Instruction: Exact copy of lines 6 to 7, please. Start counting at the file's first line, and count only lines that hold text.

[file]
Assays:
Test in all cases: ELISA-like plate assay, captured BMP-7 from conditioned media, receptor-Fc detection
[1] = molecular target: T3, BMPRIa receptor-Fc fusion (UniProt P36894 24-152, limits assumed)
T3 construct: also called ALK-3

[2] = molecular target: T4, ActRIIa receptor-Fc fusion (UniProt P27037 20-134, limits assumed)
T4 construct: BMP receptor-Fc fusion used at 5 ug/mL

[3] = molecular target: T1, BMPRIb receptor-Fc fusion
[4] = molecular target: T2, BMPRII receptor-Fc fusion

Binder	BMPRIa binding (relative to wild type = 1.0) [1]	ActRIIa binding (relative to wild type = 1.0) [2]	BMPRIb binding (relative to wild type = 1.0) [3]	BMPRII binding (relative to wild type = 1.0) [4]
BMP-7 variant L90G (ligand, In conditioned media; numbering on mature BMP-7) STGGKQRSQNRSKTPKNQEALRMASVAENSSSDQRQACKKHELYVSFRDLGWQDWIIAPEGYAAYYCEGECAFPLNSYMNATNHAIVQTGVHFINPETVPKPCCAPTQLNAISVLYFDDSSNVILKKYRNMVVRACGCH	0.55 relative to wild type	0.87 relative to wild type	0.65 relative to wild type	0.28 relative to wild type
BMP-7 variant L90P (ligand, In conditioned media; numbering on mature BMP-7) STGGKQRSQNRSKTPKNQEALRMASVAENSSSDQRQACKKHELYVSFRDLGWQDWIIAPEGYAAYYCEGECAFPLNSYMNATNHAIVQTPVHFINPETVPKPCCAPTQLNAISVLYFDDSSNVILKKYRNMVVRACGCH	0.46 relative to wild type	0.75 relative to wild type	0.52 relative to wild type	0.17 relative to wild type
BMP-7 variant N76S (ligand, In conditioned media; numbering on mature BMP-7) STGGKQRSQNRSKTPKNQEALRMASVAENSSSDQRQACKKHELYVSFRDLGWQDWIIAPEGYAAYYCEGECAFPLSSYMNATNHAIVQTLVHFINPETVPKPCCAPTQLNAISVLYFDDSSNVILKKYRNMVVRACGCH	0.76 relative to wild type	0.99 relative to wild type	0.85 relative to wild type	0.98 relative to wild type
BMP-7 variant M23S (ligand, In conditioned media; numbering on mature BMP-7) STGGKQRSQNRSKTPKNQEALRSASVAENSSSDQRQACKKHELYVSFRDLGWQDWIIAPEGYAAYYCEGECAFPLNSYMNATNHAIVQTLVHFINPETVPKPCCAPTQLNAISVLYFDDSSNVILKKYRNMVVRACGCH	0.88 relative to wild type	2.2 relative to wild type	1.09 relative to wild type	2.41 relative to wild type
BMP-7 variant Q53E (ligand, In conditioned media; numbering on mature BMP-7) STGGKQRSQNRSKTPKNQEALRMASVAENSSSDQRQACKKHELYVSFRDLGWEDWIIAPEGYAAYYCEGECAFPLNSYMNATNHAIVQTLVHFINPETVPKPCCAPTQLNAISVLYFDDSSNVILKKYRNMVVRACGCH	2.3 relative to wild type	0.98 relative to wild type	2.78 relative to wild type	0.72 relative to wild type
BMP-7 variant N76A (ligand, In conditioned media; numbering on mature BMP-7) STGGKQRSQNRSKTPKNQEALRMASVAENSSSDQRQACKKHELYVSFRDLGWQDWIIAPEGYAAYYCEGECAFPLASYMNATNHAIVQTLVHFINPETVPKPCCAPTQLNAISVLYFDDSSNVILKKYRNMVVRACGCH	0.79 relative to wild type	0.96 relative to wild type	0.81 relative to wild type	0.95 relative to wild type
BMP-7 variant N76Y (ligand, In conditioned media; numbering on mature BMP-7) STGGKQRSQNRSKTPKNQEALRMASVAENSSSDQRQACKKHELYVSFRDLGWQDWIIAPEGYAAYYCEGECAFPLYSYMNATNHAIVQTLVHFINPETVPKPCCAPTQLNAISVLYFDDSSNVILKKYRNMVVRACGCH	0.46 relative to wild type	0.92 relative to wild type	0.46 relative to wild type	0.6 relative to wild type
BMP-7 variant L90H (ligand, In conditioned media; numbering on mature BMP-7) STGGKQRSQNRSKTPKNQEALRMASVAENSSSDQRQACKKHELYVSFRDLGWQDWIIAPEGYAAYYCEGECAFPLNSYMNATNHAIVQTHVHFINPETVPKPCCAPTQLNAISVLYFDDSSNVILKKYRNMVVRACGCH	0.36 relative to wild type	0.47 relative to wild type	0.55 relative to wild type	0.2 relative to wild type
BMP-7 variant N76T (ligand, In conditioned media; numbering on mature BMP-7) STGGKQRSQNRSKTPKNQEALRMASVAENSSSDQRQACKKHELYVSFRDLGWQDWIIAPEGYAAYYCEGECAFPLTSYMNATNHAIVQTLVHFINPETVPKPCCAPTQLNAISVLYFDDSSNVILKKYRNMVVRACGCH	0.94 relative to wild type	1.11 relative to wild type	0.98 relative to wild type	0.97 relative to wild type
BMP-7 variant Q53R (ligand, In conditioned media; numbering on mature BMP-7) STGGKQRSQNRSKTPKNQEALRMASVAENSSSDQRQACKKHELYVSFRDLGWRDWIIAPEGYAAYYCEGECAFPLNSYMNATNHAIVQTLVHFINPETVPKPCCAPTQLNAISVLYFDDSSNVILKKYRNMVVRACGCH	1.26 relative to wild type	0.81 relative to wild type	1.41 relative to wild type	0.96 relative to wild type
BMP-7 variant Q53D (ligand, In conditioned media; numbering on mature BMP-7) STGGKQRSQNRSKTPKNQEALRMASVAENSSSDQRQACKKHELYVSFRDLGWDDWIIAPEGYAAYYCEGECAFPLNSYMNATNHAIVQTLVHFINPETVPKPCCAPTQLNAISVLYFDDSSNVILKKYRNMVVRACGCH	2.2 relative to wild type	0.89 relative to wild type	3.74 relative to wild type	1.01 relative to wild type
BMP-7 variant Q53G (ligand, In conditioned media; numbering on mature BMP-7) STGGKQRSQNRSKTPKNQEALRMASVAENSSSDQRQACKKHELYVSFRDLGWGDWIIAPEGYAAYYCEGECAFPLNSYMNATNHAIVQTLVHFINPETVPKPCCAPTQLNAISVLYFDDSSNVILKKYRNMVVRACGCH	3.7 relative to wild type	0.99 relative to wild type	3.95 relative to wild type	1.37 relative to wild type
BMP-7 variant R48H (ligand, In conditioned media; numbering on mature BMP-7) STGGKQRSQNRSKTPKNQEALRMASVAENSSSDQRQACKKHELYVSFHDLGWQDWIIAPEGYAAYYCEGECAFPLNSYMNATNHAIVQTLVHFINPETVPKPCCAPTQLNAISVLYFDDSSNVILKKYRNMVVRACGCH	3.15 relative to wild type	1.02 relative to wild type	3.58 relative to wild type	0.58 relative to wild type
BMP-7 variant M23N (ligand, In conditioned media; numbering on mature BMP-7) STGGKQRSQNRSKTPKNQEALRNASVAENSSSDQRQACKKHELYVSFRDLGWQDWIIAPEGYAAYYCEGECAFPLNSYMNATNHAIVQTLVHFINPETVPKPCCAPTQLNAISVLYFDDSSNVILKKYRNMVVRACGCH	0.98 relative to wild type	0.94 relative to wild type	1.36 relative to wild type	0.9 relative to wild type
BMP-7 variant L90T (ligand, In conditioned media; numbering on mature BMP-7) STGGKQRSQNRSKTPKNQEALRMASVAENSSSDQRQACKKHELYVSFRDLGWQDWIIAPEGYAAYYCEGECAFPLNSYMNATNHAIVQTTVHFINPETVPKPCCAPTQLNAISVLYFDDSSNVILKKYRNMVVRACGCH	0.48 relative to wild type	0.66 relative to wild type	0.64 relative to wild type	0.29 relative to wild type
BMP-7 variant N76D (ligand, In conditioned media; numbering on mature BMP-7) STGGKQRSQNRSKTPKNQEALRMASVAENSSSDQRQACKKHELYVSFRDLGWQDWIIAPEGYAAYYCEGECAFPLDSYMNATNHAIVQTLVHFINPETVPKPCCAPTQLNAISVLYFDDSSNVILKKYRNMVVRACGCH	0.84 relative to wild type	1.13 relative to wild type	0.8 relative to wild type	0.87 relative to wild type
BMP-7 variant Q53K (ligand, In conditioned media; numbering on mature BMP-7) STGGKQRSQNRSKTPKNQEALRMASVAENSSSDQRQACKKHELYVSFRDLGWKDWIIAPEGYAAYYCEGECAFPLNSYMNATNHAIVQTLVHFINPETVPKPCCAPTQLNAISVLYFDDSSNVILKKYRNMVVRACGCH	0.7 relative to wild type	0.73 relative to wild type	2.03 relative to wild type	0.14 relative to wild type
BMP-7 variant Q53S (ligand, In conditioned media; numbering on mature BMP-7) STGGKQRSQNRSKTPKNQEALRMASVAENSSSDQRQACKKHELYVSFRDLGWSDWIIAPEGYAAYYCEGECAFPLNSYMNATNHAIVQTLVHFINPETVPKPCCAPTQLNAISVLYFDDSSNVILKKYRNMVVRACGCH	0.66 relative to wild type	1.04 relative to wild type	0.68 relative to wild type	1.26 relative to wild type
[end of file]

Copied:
T4 construct: BMP receptor-Fc fusion used at 5 ug/mL

[3] = molecular target: T1, BMPRIb receptor-Fc fusion